The secure website offers three options for data submission. One option will enable users to manually enter data into a web form. Another option will give users the ability to upload a CSV file to process single or multiple establishments at the same time. A third option will allow users of automated recordkeeping systems to transmit data electronically via an application programming interface (API.)

In order to demonstrate that you have met the new reporting requirement, you should keep copies of all of the electronic correspondence from OSHA.

 If there is a further delay of the reporting deadline or a change in the regulation, we will let you know.

If you have any questions, please let us know. Due to the Thanksgiving holiday, please send an email to This email address is being protected from spambots. You need JavaScript enabled to view it.';document.getElementById('cloak0956f62979e5e23c39fbb795c5a5aaa1').innerHTML += ''+addy_text0956f62979e5e23c39fbb795c5a5aaa1+'';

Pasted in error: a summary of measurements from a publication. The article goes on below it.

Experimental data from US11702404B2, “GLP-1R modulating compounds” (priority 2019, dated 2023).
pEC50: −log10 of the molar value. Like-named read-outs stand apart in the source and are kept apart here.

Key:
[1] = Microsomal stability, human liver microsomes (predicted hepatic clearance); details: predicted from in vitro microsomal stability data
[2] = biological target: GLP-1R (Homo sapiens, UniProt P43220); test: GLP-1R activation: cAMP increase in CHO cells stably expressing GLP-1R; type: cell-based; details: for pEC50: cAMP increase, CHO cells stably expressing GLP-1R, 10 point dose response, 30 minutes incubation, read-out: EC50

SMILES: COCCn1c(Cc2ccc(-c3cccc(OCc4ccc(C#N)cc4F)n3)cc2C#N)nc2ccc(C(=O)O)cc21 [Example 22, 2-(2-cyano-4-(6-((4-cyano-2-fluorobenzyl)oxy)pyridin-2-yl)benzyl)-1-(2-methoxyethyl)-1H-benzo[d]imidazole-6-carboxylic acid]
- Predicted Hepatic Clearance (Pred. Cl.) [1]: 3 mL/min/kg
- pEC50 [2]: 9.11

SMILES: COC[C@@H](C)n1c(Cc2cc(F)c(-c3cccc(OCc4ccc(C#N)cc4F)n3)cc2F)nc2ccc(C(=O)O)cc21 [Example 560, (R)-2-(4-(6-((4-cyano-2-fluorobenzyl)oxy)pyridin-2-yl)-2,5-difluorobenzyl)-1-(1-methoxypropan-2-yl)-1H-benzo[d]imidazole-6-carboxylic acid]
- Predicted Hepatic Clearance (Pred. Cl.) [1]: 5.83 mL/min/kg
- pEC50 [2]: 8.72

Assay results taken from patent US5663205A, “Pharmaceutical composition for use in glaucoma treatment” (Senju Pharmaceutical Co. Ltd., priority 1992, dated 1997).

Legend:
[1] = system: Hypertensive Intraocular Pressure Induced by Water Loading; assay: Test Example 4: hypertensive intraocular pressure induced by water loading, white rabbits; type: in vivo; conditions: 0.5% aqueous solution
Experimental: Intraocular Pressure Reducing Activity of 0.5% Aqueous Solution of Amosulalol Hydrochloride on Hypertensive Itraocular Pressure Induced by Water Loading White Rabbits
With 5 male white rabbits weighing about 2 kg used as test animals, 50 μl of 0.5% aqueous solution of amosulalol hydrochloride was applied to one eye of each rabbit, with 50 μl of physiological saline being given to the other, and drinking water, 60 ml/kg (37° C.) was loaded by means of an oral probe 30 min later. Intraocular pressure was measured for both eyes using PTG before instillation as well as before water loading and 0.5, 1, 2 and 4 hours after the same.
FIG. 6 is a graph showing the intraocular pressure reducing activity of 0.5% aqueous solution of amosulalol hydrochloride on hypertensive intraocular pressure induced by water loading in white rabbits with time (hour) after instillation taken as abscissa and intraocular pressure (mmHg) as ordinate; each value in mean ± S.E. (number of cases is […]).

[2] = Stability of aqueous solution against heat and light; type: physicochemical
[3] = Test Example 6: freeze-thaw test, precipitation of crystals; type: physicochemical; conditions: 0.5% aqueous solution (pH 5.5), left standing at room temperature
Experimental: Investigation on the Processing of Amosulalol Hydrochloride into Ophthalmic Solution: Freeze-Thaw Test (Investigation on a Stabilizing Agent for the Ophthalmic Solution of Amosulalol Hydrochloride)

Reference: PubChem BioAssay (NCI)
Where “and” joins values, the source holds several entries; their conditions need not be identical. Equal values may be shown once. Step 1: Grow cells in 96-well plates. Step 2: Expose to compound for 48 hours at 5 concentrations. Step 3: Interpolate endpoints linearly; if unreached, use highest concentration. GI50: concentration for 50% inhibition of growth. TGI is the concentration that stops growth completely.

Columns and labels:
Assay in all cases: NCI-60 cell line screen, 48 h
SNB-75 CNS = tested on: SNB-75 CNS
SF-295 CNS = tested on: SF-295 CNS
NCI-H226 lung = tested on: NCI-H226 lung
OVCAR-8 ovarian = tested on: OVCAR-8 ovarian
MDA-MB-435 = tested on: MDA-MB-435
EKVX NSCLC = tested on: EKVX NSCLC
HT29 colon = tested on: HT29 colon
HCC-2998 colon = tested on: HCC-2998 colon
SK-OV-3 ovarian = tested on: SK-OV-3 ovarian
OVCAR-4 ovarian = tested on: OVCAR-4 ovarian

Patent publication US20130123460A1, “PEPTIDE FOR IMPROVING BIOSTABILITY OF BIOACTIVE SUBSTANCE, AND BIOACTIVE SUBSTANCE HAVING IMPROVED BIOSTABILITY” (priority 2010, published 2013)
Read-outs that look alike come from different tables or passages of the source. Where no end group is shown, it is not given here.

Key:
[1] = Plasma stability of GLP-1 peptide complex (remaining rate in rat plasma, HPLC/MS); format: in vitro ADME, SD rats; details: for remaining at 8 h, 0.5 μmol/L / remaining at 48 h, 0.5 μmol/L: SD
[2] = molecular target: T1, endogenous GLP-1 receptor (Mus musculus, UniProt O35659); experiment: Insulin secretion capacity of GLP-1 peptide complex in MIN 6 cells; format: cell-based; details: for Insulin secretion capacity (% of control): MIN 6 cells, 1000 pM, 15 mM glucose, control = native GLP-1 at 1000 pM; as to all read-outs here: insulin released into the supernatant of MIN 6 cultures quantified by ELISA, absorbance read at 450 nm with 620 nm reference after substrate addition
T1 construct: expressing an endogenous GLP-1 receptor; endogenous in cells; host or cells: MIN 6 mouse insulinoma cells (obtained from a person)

PIA Applauds House Passing of HR 1

Monday, November 20, 2017

Pittsburgh, Pennsylvania – Printing Industries of America applauds the United States House of Representatives on its passage of HR 1 “Tax Cuts and Jobs Act” yesterday November 16, 2017. The bill, which passed 227-205, is a comprehensive tax reform set to benefit the nation's economy. 

“Printing Industries of America was pleased that lawmakers recognized the importance of advertising by preserving the more than 100-year-old deduction for companies to promote their products and services,” said Michael Makin, President and CEO of Printing Industries of America. “We now turn to engaging with the US Senate to represent printers of all sizes as that chamber moves forward on its version of tax reform.”

Printing Industries of America member companies, their employees, and industry stakeholders would benefit in particular from HR 1 in the form of:

  • Lowering of the corporate rate to 20 percent, and, most importantly, lowering of S-Corp or “pass through” tax rate to 25 percent. The vast majority of Printing Industries of America members would be filing at this new, proposed 25 percent rate
  • Immediate and full expensing of capital equipment